Hallowell Centers offer coaching via phone or Skype. Especially valuable for those who live far from a Center. Please contact us for a free inquiry at 978 287-0810. Makes a great gift!

December 10th, 2014

Dr. Hallowell, The Focus Doctor, Helps with Work Distractions in Latest Book

I am a focus doctor. “Attention deficit trait” or ADT, is a term I coined in 1994 to describe an increasingly common problem in the modern workplace. My latest book “Driven to Distraction at Work”, now available on Amazon, thoroughly describes the 6 most common distractions and how to handle them. Available for the holidays. Who doesn’t love someone struggling with workplace demands?

The reason I am so excited is that this book hits a bullseye. It brings together, in one place for the first time, a comprehensive plan to fix one of modern life’s most frustrating and challenging problems: the lack of focus most of feel as we are pulled in a thousand directions all at once every day, peppered with messages and plagued with unplanned interruptions. Delivered to Distraction at Work offers practical solutions you can use right away.

This new book is not about ADHD; as you know, I’ve dealt with that elsewhere. But I do bring to bear my 30+ years of experience and knowledge as a “focus doctor” to offer a plan to treat the uniquely modern condition I call Attention Deficit Trait or ADT. While perhaps 5% of the population has ADHD, I’d guess from 50% – 75% of us feel as if we have true attention deficit disorder as we struggle to focus every day and master our own ADT.

Who doesn’t feel overwhelmed, distracted, pulled off course, if not all the time, at least often enough that we’d say sustaining focus is a chronic challenge in our lives?

In the book I define 6 different patterns of ADT, each deriving from your own situation and individual psychology. There is an online quiz you can take to determine which type you are.

For example, chapter 1 addresses perhaps the most common type of ADT, that of the “screen-sucker, the person who can’t break the habit of excessive use of screens of all kinds. Another type is the person who is distracted by excessive worry; another the person who is excessively conscientious and is distracted by a chronic need to do for others first. Taken together the 6 types cover the most common patterns of distraction at work.

Most people can see themselves in one or more of the 6 types. With each type I offer a set of practical solutions to solve the problem, regain focus, and get back to a more productive daily routine.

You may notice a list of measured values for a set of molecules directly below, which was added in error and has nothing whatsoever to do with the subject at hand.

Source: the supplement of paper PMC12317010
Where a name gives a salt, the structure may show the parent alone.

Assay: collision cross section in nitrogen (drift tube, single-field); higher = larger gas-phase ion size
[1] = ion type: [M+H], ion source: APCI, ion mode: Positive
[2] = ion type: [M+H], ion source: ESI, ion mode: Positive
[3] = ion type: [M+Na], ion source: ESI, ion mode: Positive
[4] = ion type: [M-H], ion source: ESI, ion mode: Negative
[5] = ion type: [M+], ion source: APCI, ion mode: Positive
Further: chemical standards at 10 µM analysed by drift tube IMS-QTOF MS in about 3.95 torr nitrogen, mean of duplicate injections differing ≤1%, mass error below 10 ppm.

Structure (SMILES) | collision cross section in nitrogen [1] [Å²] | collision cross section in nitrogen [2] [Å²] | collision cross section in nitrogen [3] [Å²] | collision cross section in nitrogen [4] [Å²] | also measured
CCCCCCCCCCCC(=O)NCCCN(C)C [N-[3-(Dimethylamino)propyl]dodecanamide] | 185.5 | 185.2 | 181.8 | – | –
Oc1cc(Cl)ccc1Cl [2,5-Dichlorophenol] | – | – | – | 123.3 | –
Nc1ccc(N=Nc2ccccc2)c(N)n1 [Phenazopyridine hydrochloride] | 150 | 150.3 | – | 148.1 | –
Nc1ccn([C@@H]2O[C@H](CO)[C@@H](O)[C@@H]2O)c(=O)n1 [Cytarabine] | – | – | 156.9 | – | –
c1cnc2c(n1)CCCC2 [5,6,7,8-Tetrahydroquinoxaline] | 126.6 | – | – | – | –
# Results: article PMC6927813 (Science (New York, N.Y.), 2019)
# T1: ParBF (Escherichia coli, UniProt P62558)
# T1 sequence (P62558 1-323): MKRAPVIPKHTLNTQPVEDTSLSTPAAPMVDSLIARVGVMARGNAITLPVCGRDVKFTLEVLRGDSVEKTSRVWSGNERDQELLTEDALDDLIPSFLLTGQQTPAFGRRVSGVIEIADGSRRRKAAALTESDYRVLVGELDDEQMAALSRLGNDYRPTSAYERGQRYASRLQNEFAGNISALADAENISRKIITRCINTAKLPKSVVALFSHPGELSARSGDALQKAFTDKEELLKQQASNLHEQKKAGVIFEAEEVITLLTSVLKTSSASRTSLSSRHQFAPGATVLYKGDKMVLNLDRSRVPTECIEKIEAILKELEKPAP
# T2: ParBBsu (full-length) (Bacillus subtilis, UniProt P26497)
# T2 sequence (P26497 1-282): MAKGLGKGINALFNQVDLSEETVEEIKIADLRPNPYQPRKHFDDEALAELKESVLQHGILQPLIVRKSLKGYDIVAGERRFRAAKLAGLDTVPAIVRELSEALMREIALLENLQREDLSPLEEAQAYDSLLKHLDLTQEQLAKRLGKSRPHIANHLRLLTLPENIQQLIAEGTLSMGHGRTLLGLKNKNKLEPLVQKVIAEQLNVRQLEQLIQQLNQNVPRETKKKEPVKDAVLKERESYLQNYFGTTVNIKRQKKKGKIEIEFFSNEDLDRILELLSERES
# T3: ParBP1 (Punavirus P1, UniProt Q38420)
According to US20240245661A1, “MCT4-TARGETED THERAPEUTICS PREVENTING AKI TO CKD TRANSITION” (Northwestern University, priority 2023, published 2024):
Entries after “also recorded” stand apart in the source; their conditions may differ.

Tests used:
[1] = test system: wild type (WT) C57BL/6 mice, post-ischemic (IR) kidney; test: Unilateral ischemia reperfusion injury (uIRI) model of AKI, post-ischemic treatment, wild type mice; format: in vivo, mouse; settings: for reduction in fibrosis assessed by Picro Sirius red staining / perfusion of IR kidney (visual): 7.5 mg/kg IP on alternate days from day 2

I urge you to take ADT seriously. If you don’t, you risk falling into the common, modern trap of being frantically busy without being innovative, deep, or as productive as you otherwise could be.

In this new book I address ADT head-on, a problem that tens of millions of people face every day without even naming, let alone solving.

The solutions I offer are practical, individualized, time-tested, and rooted in current scientific research from various disciplines.

With this note, I am hoping to get your help to get this new book off to strong launch. As the readers of my newsletter, you are my most loyal and well-informed audience. I know you as a group, and I am sure this book will prove to be both useful and enlightening, as well as entertaining. If I am correct, please tell others, as books depend upon word of mouth. If Driven to Distraction at Work does sound interesting to you, please order it–at a discount–on Amazon.com, and tell your colleagues and friends to do the same.

November 26th, 2014

Dr. Hallowell Describes ADHD On Boston’s WCVB The Chronicle

Dr. Hallowell was on Boston WCVB’s The Chronicle program last night. Did you see it?

Dr. Hallowell describes how ADHD can take a toll on marriage here.

Dr. Hallowell describes how ADHD can be a blessing here.

Dr. Hallowell describes how lifelong ADHD can pose serious risks here.

Dr. Hallowell describes what happens when adults discover they have ADHD here.

November 24th, 2014

Dr. Hallowell Live Google Hangout 11/25 on Understood.org

On Tuesday, November 25, 2014 at noon Eastern, Dr. Hallowell and Shelly London will join Devin Thorpe of Forbes.com for a live discussion about Understood. Tune in here to watch the interview live.

Understood is a comprehensive free online resource that empowers parents through personalized support, daily access to experts, specially designed tools and a secure community.

Learn more here.